Tips for professionals seeking custody in a New York divorce

Tips for professionals seeking custody in a New York divorce

It may be unfair, but it’s true: The long hours that you put in building your career so that you can provide for your family can actually be held against you when you’re getting a divorce and trying to get shared or primary physical custody of your children.

Your co-parent may be raising questions like how can you be a properly “involved” parent if you’re always at work? How can you provide for your children’s emotional needs if you aren’t home with them every night? The judge may have some serious doubts about your ability to be a good parent. However, that doesn’t mean you should give up.

Here are some tips that can help you improve the chances of winning the custody you want:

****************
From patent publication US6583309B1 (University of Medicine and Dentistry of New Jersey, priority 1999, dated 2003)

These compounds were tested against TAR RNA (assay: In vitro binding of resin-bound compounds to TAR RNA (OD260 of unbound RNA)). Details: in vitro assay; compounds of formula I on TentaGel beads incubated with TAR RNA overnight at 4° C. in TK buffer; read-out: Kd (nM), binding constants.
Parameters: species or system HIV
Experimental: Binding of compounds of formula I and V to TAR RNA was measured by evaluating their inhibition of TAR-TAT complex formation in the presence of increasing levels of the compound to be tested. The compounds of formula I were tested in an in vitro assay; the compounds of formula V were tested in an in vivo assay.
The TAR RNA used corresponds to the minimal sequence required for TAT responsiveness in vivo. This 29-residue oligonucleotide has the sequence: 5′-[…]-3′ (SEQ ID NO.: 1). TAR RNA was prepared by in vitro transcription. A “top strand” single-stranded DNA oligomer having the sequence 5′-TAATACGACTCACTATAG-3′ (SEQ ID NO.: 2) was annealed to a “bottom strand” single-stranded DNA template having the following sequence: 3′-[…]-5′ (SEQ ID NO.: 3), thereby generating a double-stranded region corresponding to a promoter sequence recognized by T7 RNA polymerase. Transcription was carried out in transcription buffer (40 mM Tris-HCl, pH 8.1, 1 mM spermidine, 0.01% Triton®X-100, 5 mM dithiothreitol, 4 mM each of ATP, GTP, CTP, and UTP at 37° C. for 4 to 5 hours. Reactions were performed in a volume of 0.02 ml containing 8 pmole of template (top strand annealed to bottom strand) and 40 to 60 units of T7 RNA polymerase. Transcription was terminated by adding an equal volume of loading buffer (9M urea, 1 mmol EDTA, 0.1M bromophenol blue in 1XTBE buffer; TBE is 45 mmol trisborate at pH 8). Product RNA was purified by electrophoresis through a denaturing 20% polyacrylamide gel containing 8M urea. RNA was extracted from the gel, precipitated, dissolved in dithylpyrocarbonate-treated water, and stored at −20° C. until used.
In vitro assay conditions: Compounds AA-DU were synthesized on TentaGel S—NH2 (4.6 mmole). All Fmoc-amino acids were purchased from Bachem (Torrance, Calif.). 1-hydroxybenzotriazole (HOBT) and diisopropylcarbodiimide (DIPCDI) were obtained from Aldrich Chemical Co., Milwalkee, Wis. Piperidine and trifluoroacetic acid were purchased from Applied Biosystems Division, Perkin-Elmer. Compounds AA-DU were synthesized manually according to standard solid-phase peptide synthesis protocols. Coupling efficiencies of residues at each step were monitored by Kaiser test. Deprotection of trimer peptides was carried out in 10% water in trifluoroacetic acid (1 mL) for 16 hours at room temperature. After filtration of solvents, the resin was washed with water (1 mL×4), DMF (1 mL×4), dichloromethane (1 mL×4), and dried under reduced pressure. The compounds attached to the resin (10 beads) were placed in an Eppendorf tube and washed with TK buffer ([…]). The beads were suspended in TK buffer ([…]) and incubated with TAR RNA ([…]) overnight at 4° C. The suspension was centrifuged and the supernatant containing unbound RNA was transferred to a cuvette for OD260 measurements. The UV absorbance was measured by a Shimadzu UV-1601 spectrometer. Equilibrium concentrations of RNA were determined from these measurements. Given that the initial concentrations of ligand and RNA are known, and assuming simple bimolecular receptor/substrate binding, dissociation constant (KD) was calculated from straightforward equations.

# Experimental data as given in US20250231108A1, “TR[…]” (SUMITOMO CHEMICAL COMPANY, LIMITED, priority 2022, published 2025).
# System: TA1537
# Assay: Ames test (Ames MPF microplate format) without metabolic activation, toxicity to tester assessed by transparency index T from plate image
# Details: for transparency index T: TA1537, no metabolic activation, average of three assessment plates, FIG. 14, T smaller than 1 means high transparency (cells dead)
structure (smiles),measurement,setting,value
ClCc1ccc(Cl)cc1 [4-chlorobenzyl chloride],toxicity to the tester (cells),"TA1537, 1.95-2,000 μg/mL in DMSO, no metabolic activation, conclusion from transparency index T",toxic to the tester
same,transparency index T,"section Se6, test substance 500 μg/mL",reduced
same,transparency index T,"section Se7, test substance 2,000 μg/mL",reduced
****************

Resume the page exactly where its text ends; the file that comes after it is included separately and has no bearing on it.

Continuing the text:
1. Understand what the “best interest of the child” means in New York. Family court judges routinely consider a list of factors (although they can consider just about anything relevant) when making decisions about custody. You want to emphasize your strengths as a parent along those lines.
  2. Have a plan that considers your work schedule. You can bet that the judge will ask you who will be taking care of the children when you’re at the office or traveling. You need to know the answers before you go into court because the judge won’t be impressed with vague reassurances that the children will be cared for properly.
  3. Document your relationship with the kids. Your spouse may try to claim that you don’t have much of a relationship with the children. You want to anticipate this and build evidence that can demonstrate that you are an involved parent. Make sure that you make time for school functions and demonstrate a willingness to put your children before your career when necessary.

Fighting for fair custody and visitation can be a tremendous drain on your resources. Make certain that you have experienced guidance from the very start from an attorney who understands exactly what you’re up against — and what can be done to help you get the rights you’re seeking.